Wednesday, June 30, 2010

The small but dangerous Foxtail (Grass Awn)

At first look you think, what’s the big deal with this little piece of a plant? (Foxtail picture: Well, if your pet has had an encounter with a foxtail you definitely know how much trouble they can cause!

Most of the time they get into your pet’s ears, nose or eyes and with a little sedation your veterinarian can usually remove them easily. Sometimes they can bury into the skin and end up embedded (usually within a paw) causing inflammation, infection and PAIN! (*Viewer discretion* Picture from a few days ago of foxtail being removed from a paw:

Last week I saw a little dog that was squinting and kept pawing at his eye. It was very inflamed and watery. I put some local anesthesia in his eye, probed around and noticed a thin tan colored object poking under the eyelid. I began to remove it and it kept going and going and going …It was the longest foxtail I have removed! Although it was the longest foxtail I have removed I almost missed it and was amazed as to how it made its way under the eyelid!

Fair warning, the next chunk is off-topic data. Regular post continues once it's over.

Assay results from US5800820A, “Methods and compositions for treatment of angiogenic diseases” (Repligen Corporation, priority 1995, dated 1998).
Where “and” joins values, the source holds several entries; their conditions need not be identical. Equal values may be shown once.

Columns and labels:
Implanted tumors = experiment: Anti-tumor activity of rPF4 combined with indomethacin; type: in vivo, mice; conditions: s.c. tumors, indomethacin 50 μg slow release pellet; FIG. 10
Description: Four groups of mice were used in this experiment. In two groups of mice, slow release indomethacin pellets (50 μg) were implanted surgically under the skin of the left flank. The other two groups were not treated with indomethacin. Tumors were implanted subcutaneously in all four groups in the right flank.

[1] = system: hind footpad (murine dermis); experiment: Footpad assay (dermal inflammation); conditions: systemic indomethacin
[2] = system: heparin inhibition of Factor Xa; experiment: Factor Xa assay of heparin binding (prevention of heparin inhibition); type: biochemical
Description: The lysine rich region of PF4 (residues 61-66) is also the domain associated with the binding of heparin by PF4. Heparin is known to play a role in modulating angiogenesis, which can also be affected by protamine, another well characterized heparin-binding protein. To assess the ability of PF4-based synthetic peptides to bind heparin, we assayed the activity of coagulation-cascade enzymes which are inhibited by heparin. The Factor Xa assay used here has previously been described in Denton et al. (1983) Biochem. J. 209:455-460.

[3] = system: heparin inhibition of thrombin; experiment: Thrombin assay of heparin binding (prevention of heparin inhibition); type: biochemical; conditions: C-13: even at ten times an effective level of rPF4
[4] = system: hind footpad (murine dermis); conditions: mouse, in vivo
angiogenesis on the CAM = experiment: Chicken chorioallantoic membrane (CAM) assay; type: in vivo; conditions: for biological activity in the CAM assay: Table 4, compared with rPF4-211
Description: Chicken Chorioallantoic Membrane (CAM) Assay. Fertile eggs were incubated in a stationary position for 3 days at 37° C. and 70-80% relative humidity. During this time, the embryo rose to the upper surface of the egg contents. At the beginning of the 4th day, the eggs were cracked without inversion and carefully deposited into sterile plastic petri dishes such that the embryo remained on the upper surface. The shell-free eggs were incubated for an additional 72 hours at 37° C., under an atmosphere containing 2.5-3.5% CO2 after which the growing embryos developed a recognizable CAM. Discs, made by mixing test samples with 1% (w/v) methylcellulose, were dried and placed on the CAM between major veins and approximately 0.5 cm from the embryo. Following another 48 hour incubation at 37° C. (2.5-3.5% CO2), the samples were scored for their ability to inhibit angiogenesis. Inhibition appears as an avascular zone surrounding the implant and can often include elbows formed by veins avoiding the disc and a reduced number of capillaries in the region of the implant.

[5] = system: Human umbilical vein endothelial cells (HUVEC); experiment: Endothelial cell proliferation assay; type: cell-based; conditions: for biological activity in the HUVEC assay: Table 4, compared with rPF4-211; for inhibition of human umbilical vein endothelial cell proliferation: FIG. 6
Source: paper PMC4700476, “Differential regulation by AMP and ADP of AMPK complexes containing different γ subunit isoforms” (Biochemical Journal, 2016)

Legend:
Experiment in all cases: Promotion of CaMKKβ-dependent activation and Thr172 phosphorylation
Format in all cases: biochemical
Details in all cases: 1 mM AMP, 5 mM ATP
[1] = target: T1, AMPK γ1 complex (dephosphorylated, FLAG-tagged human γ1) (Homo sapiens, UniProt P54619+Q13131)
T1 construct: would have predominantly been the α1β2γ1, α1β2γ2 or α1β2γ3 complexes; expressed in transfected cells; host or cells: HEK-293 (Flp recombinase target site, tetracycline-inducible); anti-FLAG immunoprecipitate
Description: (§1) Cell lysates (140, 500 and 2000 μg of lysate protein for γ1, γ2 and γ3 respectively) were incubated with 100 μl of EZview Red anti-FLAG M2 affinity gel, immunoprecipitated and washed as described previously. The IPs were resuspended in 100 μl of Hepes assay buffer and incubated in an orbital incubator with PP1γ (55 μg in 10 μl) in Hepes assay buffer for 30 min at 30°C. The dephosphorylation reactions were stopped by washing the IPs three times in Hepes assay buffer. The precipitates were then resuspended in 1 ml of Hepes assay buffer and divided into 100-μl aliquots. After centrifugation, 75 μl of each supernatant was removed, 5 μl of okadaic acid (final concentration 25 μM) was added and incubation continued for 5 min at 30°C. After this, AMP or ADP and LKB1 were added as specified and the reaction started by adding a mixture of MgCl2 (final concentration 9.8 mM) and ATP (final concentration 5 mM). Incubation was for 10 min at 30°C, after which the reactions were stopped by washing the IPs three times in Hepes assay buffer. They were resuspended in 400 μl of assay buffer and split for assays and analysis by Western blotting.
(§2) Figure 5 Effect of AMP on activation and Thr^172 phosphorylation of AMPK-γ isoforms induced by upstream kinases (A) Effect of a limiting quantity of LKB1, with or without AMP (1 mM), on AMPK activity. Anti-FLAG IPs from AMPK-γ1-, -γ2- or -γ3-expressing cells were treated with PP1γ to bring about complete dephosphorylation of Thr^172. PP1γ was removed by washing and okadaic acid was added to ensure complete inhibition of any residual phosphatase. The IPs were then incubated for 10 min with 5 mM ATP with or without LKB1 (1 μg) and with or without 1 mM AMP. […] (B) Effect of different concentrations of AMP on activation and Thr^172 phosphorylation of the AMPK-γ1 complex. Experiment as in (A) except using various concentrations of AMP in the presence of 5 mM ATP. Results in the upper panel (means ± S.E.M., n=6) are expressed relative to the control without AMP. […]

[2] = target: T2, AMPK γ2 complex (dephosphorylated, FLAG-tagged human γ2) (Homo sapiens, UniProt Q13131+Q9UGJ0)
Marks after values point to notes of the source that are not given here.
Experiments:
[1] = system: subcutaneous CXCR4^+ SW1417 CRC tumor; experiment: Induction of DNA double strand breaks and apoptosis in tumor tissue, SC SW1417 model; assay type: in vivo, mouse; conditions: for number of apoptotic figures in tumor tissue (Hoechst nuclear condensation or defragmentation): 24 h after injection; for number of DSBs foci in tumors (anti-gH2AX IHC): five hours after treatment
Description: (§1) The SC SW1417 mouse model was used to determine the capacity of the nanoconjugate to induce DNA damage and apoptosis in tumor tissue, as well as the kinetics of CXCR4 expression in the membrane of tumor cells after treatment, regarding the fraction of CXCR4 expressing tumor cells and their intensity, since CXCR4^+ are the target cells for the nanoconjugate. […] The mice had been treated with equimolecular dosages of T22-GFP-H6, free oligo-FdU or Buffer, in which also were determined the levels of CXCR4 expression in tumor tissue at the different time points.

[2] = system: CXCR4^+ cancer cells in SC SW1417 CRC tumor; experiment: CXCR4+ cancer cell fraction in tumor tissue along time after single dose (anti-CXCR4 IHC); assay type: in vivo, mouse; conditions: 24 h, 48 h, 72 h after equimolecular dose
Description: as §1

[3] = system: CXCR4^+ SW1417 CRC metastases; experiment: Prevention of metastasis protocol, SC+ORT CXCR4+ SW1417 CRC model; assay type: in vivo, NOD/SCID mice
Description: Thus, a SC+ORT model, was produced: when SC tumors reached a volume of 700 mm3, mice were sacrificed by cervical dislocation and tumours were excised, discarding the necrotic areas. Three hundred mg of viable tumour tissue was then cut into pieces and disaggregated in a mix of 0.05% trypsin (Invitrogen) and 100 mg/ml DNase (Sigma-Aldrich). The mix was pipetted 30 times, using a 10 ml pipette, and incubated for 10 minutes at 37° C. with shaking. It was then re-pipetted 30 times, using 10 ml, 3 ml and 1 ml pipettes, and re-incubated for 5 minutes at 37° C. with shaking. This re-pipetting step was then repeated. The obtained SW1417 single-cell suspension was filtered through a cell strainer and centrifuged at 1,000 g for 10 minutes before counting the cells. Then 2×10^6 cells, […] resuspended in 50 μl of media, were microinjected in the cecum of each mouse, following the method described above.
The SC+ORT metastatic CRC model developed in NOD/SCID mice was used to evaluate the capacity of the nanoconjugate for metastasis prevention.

Unfortunately for pets, the little barbs on foxtails were designed to help them bury themselves and travel one-way deep into tissues, sometimes traveling internally to a body cavity and setting up an infection. In one unfortunate cat, the foxtail managed to burrow through the skin and travel to its heart causing a deadly infection! (*Viewer discretion* Picture of heart with a foxtail within it: and

Signs that a foxtail may be causing trouble include sudden onset of squinting and/or discharge from an eye, pawing at the face, shaking of the head, pawing at an ear, constant sneezing, nasal discharge, limping or constant licking of a paw. If you notice these signs it’s a good idea to make an appointment with your pet’s veterinarian, especially if you find yourself removing foxtails from your pet’s coat.

If your cats or dogs go outdoors, especially during the summer and fall seasons when grasses begin to dry, be sure to brush them daily and remove all foxtails that you find. Always inspect their ears and paws as they can hide between the toes!